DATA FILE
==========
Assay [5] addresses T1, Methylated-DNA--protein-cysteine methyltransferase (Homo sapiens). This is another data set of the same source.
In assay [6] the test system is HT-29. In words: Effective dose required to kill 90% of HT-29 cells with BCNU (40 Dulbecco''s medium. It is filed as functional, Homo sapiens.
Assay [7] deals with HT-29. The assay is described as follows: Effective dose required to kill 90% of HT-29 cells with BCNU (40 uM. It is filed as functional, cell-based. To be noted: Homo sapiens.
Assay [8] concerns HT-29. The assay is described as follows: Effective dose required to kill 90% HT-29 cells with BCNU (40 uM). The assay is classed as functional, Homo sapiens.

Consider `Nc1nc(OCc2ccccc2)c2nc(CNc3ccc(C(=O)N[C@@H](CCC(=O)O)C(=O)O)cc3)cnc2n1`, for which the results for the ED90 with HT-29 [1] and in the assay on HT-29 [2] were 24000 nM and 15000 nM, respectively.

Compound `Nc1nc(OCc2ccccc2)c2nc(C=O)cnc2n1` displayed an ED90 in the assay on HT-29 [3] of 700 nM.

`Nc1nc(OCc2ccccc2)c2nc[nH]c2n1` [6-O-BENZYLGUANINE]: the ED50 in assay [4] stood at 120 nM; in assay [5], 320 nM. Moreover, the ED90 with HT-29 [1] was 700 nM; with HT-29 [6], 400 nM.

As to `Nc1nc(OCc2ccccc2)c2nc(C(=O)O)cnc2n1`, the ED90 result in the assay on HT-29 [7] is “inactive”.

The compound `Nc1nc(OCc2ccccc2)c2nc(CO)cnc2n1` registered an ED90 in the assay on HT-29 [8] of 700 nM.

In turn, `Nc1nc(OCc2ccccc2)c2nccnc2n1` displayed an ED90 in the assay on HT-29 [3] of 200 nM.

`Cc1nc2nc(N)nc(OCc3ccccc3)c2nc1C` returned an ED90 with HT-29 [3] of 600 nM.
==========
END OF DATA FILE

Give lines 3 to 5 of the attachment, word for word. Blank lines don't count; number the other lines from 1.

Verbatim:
Assay [7] deals with HT-29. The assay is described as follows: Effective dose required to kill 90% of HT-29 cells with BCNU (40 uM. It is filed as functional, cell-based. To be noted: Homo sapiens.
Assay [8] concerns HT-29. The assay is described as follows: Effective dose required to kill 90% HT-29 cells with BCNU (40 uM). The assay is classed as functional, Homo sapiens.

Consider `Nc1nc(OCc2ccccc2)c2nc(CNc3ccc(C(=O)N[C@@H](CCC(=O)O)C(=O)O)cc3)cnc2n1`, for which the results for the ED90 with HT-29 [1] and in the assay on HT-29 [2] were 24000 nM and 15000 nM, respectively.